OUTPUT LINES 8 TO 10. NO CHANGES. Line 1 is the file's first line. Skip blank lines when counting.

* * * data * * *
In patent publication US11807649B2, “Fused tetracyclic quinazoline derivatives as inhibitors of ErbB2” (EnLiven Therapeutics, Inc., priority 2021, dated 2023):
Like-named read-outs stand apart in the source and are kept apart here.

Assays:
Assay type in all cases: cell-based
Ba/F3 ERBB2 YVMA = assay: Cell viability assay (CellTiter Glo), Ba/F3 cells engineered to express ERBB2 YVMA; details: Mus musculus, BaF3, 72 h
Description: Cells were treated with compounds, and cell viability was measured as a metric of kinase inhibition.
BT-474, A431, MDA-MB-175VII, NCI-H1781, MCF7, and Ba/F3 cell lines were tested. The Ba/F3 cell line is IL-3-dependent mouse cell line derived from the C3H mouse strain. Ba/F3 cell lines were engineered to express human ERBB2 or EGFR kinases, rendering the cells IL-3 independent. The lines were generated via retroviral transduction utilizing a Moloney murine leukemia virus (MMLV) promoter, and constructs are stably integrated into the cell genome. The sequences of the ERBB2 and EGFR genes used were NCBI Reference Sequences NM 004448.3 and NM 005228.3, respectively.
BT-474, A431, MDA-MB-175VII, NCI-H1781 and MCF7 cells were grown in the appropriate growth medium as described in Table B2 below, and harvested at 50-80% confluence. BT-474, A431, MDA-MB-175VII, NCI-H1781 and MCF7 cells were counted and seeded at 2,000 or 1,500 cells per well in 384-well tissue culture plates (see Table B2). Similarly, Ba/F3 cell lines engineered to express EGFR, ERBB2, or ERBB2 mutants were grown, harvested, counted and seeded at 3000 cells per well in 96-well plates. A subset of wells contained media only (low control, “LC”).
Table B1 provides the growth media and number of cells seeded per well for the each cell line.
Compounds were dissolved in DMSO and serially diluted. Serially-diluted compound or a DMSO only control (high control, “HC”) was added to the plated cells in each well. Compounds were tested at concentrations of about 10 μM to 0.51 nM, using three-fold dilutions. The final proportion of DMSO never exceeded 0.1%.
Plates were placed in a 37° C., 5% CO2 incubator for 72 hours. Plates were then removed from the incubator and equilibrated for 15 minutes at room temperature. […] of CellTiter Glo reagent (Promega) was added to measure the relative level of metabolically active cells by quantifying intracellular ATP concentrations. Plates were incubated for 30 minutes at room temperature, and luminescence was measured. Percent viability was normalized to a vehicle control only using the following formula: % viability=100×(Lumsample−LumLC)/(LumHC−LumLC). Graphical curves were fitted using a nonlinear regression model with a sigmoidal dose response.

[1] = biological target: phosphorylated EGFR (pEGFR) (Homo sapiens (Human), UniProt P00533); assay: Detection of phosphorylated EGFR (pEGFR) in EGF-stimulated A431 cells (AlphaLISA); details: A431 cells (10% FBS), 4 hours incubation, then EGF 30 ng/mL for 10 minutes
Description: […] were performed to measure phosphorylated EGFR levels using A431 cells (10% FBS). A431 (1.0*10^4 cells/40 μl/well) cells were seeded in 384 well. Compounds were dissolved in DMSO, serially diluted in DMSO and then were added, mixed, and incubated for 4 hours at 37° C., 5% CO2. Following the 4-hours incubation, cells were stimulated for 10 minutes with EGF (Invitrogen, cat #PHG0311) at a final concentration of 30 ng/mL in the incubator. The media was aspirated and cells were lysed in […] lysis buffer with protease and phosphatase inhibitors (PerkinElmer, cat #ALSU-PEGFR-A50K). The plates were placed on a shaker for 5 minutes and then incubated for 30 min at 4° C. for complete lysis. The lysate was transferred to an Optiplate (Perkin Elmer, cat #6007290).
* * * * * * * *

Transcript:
BT-474, A431, MDA-MB-175VII, NCI-H1781 and MCF7 cells were grown in the appropriate growth medium as described in Table B2 below, and harvested at 50-80% confluence. BT-474, A431, MDA-MB-175VII, NCI-H1781 and MCF7 cells were counted and seeded at 2,000 or 1,500 cells per well in 384-well tissue culture plates (see Table B2). Similarly, Ba/F3 cell lines engineered to express EGFR, ERBB2, or ERBB2 mutants were grown, harvested, counted and seeded at 3000 cells per well in 96-well plates. A subset of wells contained media only (low control, “LC”).
Table B1 provides the growth media and number of cells seeded per well for the each cell line.
Compounds were dissolved in DMSO and serially diluted. Serially-diluted compound or a DMSO only control (high control, “HC”) was added to the plated cells in each well. Compounds were tested at concentrations of about 10 μM to 0.51 nM, using three-fold dilutions. The final proportion of DMSO never exceeded 0.1%.